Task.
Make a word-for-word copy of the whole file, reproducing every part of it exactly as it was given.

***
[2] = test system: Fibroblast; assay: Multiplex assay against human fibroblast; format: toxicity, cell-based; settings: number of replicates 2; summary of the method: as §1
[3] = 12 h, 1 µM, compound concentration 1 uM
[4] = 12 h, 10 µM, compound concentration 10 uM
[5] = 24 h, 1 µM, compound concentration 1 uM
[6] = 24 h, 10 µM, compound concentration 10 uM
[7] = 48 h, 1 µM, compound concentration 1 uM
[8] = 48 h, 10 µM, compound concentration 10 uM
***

[2] = test system: Fibroblast; assay: Multiplex assay against human fibroblast; format: toxicity, cell-based; settings: number of replicates 2; summary of the method: as §1
[3] = 12 h, 1 µM, compound concentration 1 uM
[4] = 12 h, 10 µM, compound concentration 10 uM
[5] = 24 h, 1 µM, compound concentration 1 uM
[6] = 24 h, 10 µM, compound concentration 10 uM
[7] = 48 h, 1 µM, compound concentration 1 uM
[8] = 48 h, 10 µM, compound concentration 10 uM